Friday, March 31, 2017

Reader Recommendations: Children's Literature

I am so excited to share these recommendations with you today. I mentioned in my 2017 Reading Resolutions  that I'd like to read more children's literature this year, not for the sake of my job but for the simple love of it. Today's reader recommendations come from a childhood friend of mine who grew up to be a bookseller and expert in children's literature (ahem, dream job!).

Amanda is currently the Lead Children's Bookseller at our nearby Barnes & Noble, where she's privy to all of the insider knowledge when it comes to new releases in children's lit. She also recently completed an internship with Candlewick Press, a Boston-based publishing company that puts out really wonderful books each season. Amanda is an avid reader of a whole range of children's lit -- everything from board books to YA -- and she has some great recommendations to share today. Don't just take these into account for the littles in your life -- try picking up one for your own reading pleasure!

Without further ado, here are six children's books that you should add to your list:

Hair by Leslie Patricelli

I promise that you cannot read this book without smiling. With one-word sentences on each page, this simple story showcases a baby wearing only a diaper, and discusses the dilemma of a single hair growing atop the baby's head that needs to be cut. What makes this adorable story so special is the combination of text and illustration. The baby's facial expressions show a huge smile, fearful blushing cheeks, and a happy tear. There are bold, colorful backgrounds and sound-effects in the text. The fact that there is just one hair that grows and grows makes me chuckle every time I flip through the pages. It's by far the cutest board book I have ever seen. (Well, this and all of Leslie Patricelli's collection.)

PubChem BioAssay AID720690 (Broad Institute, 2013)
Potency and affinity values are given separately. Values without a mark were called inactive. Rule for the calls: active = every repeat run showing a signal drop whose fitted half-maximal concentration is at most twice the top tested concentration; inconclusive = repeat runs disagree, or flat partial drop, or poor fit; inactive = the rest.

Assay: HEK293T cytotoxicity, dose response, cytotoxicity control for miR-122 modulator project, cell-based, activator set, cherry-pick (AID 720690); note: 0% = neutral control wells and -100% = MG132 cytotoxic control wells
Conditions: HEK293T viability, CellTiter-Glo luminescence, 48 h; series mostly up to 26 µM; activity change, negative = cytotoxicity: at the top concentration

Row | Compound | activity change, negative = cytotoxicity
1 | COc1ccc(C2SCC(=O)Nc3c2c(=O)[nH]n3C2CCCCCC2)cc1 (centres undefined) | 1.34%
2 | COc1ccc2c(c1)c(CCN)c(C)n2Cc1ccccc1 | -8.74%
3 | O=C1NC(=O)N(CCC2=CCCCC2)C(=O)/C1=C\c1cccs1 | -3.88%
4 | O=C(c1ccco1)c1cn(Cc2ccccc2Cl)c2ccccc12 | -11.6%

While interning at Candlewick, our hottest new product was A Child of Books (or as I am used to hearing it referred as, ACOB). It made the cover of the Fall/Winter 2016 catalogue, it received 3 starred reviews (that's really good -- most books don't even get a single star), and a teacher's guide was created for it (you can find that here). You have to trust me; ACOB lives up to its hype. 

Oliver Jeffers, who wrote The Day the Crayons Quit, teams up with artist Sam Winston to created a masterpiece. Original text from classic stories such as Gulliver's Travels, Alice in Wonderland, and Frankenstein (to name a few) are used as the physical illustrations. The words are spaced out, bolded, shrunk, and arranged to make art. The plot involves a girl who sails across a sea of words to find a boy and take him on an adventure to discover reading and imagination. I have read this book more times than I would care to admit, and every time I notice something different in the illustrations. If you are an avid book reader, teacher, artist, or just want to pick up a new book, please read this one.

Journey, Quest, and Return by Aaron Becker (The Journey Trilogy)

Journey will forever be my favorite wordless picture book. Wordless, you might ask? Yes, there are zero words in this book and in the entire trilogy. Aaron Becker used to be an architect, and utilizes his constructing skills to create an intricate and imaginative fantasyland that tells a story without the need for text. 

Stuck in her room with her family members all-consumed with electronic devoices (relatable, right?), the main character takes a red marker, draws a door on her bedroom wall, and takes off on an adventure. The sequel, Quest, involves the girl meeting a boy with a purple marker (hello Harold and the Purple Crayon), and how they gather all the colors of the kingdom that have been lost over time. Return involves the girl's father entering the fantasyland and saving the colors that have been stolen by an evil character. Teamwork, adventure, and of course, imagination, are all pleasantly apparent in this stunning picture book.